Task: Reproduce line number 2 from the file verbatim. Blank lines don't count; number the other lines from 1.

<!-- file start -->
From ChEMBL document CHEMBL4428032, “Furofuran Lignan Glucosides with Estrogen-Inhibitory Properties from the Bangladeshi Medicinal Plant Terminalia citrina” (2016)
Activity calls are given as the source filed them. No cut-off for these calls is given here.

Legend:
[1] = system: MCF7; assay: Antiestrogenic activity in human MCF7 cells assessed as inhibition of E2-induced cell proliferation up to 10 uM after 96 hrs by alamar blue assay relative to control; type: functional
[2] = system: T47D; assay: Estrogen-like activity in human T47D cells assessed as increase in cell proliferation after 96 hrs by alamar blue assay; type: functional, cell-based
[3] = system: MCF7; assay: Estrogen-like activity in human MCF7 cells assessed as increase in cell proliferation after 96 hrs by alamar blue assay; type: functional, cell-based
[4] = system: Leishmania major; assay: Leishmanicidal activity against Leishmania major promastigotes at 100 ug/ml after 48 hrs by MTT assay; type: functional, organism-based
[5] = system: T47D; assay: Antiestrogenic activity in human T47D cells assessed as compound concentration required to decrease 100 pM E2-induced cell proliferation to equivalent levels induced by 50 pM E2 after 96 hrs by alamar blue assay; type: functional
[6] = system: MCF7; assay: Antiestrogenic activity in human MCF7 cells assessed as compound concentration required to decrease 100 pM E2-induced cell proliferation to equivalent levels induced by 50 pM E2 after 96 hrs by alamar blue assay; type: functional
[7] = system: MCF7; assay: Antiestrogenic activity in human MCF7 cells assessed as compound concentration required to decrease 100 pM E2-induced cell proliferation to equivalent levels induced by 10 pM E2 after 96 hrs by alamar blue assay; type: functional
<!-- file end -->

Activity calls are given as the source filed them. No cut-off for these calls is given here.